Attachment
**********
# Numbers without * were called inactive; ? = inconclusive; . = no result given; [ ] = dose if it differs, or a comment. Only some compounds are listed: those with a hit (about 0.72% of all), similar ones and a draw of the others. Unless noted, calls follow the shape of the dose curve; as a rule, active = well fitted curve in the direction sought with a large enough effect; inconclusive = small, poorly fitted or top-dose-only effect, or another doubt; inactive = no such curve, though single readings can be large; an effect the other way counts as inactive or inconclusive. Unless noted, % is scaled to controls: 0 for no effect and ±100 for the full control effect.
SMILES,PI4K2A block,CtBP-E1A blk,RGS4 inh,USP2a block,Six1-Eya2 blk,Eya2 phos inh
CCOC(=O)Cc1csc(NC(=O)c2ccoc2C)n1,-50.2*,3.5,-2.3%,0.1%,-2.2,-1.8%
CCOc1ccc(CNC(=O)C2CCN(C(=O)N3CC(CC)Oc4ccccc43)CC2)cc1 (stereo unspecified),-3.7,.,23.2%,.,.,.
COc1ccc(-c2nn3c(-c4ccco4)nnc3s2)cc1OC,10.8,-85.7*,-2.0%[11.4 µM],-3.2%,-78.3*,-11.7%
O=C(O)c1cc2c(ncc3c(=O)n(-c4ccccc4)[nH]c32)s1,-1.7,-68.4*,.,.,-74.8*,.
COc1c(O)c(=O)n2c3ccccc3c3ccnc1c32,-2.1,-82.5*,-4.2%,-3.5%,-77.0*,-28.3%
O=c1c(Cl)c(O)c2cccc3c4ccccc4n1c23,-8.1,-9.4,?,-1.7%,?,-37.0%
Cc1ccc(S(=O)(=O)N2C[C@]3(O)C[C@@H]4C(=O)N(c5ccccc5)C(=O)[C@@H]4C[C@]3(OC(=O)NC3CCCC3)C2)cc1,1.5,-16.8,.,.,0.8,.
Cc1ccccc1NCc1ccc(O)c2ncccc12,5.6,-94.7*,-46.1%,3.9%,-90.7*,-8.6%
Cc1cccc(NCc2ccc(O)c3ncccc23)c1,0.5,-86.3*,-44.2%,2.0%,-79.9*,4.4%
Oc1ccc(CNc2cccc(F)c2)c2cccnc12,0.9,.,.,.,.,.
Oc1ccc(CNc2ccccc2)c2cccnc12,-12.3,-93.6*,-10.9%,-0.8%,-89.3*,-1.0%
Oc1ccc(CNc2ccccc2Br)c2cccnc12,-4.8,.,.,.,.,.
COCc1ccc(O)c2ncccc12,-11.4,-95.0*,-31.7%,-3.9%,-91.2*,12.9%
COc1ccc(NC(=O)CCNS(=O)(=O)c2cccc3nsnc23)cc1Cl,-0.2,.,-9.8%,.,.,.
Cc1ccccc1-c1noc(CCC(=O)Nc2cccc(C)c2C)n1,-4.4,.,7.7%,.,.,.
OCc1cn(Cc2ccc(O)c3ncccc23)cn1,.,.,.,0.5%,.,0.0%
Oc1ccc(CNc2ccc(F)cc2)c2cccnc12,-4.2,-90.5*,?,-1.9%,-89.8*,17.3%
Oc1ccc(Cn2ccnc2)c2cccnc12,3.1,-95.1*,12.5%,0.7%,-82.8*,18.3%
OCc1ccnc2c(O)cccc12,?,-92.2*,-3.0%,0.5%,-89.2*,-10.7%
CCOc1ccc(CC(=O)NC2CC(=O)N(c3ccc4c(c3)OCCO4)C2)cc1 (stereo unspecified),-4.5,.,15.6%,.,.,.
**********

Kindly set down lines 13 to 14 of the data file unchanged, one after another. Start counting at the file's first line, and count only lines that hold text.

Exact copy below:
Oc1ccc(CNc2ccccc2)c2cccnc12,-12.3,-93.6*,-10.9%,-0.8%,-89.3*,-1.0%
Oc1ccc(CNc2ccccc2Br)c2cccnc12,-4.8,.,.,.,.,.